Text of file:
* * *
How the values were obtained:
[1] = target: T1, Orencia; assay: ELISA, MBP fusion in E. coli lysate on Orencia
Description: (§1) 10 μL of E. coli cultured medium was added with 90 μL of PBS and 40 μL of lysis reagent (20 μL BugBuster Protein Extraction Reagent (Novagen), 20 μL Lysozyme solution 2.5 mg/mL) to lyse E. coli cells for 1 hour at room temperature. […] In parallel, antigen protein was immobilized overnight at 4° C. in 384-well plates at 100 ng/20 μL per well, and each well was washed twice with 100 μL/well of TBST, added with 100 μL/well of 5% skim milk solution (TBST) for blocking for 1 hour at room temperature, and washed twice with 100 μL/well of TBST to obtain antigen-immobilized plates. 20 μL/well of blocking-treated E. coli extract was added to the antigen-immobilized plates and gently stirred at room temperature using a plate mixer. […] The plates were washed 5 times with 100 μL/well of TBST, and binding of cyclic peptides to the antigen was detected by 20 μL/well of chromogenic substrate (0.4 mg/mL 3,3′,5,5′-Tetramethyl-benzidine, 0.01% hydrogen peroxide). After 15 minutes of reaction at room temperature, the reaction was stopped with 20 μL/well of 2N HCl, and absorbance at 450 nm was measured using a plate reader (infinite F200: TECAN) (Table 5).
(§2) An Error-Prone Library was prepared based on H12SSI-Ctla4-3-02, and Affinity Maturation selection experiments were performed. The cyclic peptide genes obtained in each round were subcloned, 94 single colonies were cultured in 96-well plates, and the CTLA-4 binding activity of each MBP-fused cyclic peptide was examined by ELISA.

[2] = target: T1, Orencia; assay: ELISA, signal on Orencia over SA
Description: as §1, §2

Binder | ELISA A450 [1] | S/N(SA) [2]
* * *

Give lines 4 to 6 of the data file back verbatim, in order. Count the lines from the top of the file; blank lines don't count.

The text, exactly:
(§2) An Error-Prone Library was prepared based on H12SSI-Ctla4-3-02, and Affinity Maturation selection experiments were performed. The cyclic peptide genes obtained in each round were subcloned, 94 single colonies were cultured in 96-well plates, and the CTLA-4 binding activity of each MBP-fused cyclic peptide was examined by ELISA.

[2] = target: T1, Orencia; assay: ELISA, signal on Orencia over SA
Description: as §1, §2